Reports suggest the couple met after Jenkins moved to the U.S. at the beginning of the year (14) to work on her new album.
Jenkins was linked to stockbroker Adam Bidwell last summer (13).
Beloved British actresses Angela Lansbury and Penelope Keith have landed Dame titles in Queen Elizabeth II's annual New Year Honours List. The Good Life star Keith and Murder, She Wrote's Lansbury join fellow thespians Michael Crawford and Lynda Bellingham, singer Katherine Jenkins, veteran TV presenter Nicholas Parsons and sculptor Antony Gormley among the other celebrities on the newly-released list.
Of her damehood Keith, 73, says, "It's a recognition for not only my 54 years being an actress but also for all the charities with which I'm associated and I think they'll be thrilled."
And Lansbury tells the BBC, "I'm joining a marvellous group of women I greatly admire like Judi Dench and Maggie Smith. It's a lovely thing to be given that nod of approval by your own country and I really cherish it."
Cats and The Phantom of the Opera choreographer Gillian Lynne will also add Dame to her name in 2014, while Turner Prize winner Gormley and theatre producer Michael Codron have both picked up knighthoods.
Michael Crawford and Nicholas Parsons have both picked up Commander of the Order of the British Empire (CBE) medals for their charitable work, and composer and conductor Sir Peter Maxwell Davies has been named a companion of honour.
Bellingham has ended a tough year, during which she battled cancer, with an Officer of the Order of the British Empire (OBE) - an honour also bestowed on opera star Jenkins, who was left "incredibly humbled" after learning her name was on the list.
She says, "To accept such an award after only a decade of service to music and charity, comes as a wonderful surprise. I share this award with the charitable bodies I am so privileged to work with."
Meanwhile, conductor Sir Simon Rattle becomes one of only 24 living people to land an Order of Merit medal.
Others named among the New Year Honours include actress and writer Ruth Jones and DJ Pete Tong (both Member of the Order of the British Empire).
Lions Gate via Everett Collection
When we last left our heroes, they had conquered all opponents in the 74th Annual Hunger Games, returned home to their newly refurbished living quarters in District 12, and fallen haplessly to the cannibalism of PTSD. And now we're back! Hitching our wagons once again to laconic Katniss Everdeen and her sweet-natured, just-for-the-camera boyfriend Peeta Mellark as they gear up for a second go at the Capitol's killing fields.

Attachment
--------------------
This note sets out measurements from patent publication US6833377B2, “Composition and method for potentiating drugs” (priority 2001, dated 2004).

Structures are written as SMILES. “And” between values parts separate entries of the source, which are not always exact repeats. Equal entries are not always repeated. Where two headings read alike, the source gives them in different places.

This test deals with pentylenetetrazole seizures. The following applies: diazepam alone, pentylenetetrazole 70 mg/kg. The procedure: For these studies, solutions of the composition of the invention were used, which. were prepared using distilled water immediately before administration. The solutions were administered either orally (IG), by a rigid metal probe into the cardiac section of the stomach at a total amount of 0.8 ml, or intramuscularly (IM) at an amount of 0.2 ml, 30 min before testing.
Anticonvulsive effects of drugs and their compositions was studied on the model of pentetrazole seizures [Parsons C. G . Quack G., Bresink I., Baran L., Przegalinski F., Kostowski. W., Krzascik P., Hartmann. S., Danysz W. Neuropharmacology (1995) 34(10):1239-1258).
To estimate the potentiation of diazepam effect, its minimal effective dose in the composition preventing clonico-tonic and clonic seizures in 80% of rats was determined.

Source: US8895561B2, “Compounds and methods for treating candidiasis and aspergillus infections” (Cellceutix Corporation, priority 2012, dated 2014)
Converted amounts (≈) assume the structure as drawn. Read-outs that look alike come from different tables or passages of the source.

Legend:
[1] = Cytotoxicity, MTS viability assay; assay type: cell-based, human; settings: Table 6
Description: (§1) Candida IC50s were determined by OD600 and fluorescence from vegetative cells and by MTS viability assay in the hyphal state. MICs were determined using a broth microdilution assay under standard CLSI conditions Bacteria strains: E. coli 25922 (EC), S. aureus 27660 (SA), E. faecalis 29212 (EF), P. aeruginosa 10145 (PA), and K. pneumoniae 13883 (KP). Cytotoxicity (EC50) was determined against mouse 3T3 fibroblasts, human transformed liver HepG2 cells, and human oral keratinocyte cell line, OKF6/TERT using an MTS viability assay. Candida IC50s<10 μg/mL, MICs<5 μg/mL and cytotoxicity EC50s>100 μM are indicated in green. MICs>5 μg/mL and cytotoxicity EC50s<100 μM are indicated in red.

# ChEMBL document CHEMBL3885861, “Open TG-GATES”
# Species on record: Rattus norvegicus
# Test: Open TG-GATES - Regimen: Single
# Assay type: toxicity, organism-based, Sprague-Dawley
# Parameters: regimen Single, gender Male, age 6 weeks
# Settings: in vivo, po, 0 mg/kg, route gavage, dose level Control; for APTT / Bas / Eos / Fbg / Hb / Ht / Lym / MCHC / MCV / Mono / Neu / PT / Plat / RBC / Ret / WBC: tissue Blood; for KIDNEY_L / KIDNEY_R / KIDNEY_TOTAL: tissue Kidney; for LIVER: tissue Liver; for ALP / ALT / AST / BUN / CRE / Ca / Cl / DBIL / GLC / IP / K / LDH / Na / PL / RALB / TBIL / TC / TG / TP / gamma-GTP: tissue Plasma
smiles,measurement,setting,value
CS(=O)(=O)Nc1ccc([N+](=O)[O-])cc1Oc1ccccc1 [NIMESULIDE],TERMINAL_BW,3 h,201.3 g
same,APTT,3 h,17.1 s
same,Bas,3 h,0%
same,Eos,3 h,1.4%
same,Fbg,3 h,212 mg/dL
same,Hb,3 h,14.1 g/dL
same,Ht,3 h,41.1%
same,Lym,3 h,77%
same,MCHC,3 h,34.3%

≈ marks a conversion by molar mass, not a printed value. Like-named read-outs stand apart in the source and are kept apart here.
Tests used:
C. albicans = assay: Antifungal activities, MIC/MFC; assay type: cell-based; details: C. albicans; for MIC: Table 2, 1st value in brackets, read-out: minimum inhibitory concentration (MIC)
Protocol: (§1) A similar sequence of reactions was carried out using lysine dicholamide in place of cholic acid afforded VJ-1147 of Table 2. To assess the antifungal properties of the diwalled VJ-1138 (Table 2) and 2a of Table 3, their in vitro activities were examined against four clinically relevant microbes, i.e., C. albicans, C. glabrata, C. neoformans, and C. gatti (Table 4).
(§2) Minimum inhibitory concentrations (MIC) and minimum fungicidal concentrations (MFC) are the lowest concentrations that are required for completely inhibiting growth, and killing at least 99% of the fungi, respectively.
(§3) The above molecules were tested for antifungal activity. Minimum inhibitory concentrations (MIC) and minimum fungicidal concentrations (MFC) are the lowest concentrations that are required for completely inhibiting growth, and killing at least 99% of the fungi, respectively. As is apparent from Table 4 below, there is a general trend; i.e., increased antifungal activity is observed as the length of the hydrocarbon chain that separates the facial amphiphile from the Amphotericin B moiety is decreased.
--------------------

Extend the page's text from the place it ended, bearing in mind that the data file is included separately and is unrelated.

But hold your horses — there's a good hour and a half before we step back into the arena. However, the time spent with Katniss and Peeta before the announcement that they'll be competing again for the ceremonial Quarter Quell does not drag. In fact, it's got some of the film franchise's most interesting commentary about celebrity, reality television, and the media so far, well outweighing the merit of The Hunger Games' satire on the subject matter by having Katniss struggle with her responsibilities as Panem's idol. Does she abide by the command of status quo, delighting in the public's applause for her and keeping them complacently saturated with her smiles and curtsies? Or does Katniss hold three fingers high in opposition to the machine into which she has been thrown? It's a quarrel that the real Jennifer Lawrence would handle with a castigation of the media and a joke about sandwiches, or something... but her stakes are, admittedly, much lower. Harvey Weinstein isn't threatening to kill her secret boyfriend.
Through this chapter, Katniss also grapples with a more personal warfare: her devotion to Gale (despite her inability to commit to the idea of love) and her family, her complicated, moralistic affection for Peeta, her remorse over losing Rue, and her agonizing desire to flee the eye of the public and the Capitol. Oftentimes, Katniss' depression and guilty conscience transcends the bounds of sappy. Her soap opera scenes with a soot-covered Gale really push the limits, saved if only by the undeniable grace and charisma of star Lawrence at every step along the way of this film. So it's sappy, but never too sappy.